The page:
You’re probably thinking to yourself, “What happened to turn the world into an episode of The Walking Dead?” Hell if I know. We woke up one day to banging on our door and the rest is history. I think it started in our city… Makes sense that it would start here in this claustrophobic, trash-heap of a place. It’s been about three or four months now, and it’s already becoming rare to see a group like us. A full family still intact. Well, almost. My best friend Tanner has been staying with us as his own family disappeared a few weeks back, and he is who whisper-screams at me now.
“There’s one over there!”
I sigh in response—there’s one everywhere.
We’ve been through this before. I pull the rest of my family close—Tanner in one arm, my little brother in the other, and my mom on the other side of him. Our sleeping bags squish together as we all shake in fear (and possibly hypothermia) while my dad grabs his knife and heads towards the being crunching its way through the dead leaves.
Just as the former human lumbers into the moonlight and we realize it is (was?) our neighbor from down the street, six (maybe seven) more monsters emerge from the tree line. I feel Tanner sucking in a huge breath next to me, digging his head into the space between my shoulder and neck. My reaction is a little braver than his—I pop up and guard my family just as my father is stabbing our friendly neighbor in the forehead.
“Run!” he yells, shooing us away with a throw of his arm.
My mother realizes that her husband can’t fight them off on his own, so she tells Tanner and me to take care of Bobby and bad-assly whips her own knife out of her boot.
With a lot of crying from Bobby, (yeah, yeah, yeah… and me) we take off at a sprint in a random direction, clambering our way through streets and backyards, woods and frozen creeks.
We don’t know it now, but we never see my parents again. Tanner and I take turns holding a wailing Bobby in our arms, trying to calm him down as much as we can so as to not attract the rest of our neighbor’s little gang.
For the next few weeks we wander around in the cold with no way of protecting ourselves. Bobby wants his parents, I want my parents, Tanner just lost two sets of parents. It’s a miracle we’re still alive when we finally find an empty house and hunker down there, creating somewhat of a home for about a month. That is about a month until we run out of food. The hunger creeps up, the loneliness grows, and the inability to protect ourselves manifests in a pathetic weakness. So it’s a surprise when one day, in an effort to assert his manliness, Tanner takes it upon himself to go out searching for food.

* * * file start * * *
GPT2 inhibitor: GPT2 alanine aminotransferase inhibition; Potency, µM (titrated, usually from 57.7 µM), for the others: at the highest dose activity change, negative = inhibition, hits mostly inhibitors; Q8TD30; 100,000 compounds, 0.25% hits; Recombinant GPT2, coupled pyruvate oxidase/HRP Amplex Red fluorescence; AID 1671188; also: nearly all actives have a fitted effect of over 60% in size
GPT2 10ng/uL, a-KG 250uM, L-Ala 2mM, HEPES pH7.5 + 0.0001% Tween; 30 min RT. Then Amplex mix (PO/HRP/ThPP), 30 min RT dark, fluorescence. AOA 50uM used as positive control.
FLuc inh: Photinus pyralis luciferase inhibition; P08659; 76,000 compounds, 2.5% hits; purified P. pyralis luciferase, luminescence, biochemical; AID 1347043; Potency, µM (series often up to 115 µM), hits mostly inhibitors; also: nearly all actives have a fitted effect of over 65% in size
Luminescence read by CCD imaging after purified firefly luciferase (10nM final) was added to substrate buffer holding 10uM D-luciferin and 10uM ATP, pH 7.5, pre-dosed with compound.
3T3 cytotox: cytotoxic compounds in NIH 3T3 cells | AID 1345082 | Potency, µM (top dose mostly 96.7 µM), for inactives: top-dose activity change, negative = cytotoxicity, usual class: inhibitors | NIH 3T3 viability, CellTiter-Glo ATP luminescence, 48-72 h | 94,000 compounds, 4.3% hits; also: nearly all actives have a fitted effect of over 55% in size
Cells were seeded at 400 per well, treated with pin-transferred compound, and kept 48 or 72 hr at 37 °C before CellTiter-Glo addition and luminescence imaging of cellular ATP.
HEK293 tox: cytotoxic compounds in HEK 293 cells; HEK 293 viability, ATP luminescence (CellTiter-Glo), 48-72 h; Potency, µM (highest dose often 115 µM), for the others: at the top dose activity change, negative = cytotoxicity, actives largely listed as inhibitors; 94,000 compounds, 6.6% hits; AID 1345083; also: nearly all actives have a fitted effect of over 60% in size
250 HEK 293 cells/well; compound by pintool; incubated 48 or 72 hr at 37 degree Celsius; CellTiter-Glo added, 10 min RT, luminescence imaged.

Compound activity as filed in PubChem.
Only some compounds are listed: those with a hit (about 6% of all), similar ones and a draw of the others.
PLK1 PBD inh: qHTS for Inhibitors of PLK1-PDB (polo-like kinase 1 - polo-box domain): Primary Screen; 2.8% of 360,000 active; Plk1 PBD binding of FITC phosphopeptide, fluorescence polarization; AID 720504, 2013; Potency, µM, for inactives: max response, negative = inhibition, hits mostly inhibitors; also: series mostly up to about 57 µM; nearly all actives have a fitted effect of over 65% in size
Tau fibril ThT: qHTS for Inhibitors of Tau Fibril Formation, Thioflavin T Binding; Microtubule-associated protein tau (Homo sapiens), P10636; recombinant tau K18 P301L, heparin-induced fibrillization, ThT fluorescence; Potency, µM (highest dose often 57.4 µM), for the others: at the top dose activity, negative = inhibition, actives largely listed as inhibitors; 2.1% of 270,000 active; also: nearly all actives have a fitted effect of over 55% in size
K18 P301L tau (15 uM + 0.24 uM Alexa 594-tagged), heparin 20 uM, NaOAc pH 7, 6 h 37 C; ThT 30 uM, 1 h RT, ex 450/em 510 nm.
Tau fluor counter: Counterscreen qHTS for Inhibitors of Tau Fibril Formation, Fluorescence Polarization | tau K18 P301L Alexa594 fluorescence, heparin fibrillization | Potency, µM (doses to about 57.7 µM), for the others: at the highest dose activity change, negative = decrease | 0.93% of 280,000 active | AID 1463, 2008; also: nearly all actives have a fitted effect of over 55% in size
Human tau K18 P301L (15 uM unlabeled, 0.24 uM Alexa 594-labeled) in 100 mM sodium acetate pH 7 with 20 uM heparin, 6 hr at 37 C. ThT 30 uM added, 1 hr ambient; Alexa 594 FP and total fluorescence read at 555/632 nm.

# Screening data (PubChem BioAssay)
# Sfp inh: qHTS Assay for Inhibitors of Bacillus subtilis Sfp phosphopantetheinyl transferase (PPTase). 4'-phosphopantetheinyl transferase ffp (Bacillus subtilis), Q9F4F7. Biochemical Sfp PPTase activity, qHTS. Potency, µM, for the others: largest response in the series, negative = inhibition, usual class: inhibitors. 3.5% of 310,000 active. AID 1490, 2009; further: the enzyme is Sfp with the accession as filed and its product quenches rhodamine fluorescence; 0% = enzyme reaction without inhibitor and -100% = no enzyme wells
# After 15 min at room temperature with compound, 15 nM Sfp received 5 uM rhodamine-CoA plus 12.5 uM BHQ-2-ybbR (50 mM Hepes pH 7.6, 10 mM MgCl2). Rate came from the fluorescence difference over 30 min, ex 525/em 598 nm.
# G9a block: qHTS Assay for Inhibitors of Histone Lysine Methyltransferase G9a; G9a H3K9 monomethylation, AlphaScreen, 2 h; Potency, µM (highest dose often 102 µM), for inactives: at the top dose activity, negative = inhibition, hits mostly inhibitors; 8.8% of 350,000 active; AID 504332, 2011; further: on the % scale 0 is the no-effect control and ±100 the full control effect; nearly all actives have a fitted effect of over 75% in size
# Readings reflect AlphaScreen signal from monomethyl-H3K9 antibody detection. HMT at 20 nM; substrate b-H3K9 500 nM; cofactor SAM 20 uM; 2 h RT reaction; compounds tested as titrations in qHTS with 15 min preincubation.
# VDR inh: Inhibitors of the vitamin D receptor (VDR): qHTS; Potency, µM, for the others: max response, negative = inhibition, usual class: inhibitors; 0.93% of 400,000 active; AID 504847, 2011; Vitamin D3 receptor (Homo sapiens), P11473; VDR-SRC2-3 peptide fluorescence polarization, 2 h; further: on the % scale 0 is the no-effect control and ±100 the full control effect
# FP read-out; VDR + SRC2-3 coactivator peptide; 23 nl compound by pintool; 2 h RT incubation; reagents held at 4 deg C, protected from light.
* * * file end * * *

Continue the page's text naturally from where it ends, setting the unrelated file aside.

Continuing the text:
“You’re not leaving here alone, Tan.”
“What choice do I have?”
“A lot of choices. We could go together. I could go. We could eat the floorboards.”
“Don’t ‘Em’ me. I’m not giving you permission.”
“I’m a big boy, I can make my own damn decisions.”
“Not in front of our child.”
“You think pretending Bobby is our child will help your case?”
“Well it sure as hell wasn’t to make you fall in love with me.”
“Maybe if I did fall in love with you I would stay.”
“Wow, do you realize how terrible you sound?”
“I’m sorry. It’s been a rough few weeks. I failed a test yesterday.”
“Yeah?” I crack a smile.
“I took the same one.”
“I got an A.”
“So we’re coming with you.”
“Well, I guess because you’re the mother of my child now I have to listen to you.”
And that’s how I convince him to let us venture back out into the real world. Joking about our parents’ possible deaths. Seems fitting.
We rumage through the kitchen and find two large knives and a screwdriver, then pack two bags full of whatever we have left in our possession—a comic book, a can of beans, one roll of saltines, one of those baby-sized bottles of water, another comic book, a broken iPhone, and a few pairs of clothes. Don’t ask how we lost the rest of our stuff—it’s pretty tragic. Anyways, we open the door for the first time in a month, letting the chill of the ever-persisting winter envelop us. We hold hands—Bobby in the middle of course so we can swing him up and down—and head off into the middle of the neighborhood. There’s a few monsters skirting along the edge of the woods so we stay in the center of the road, keeping our eyes peeled for the depressingly low number of humans glaring through their windows at us. I wonder how many of them are in their original homes. I wonder how many of them took the homes from others. Killed for them.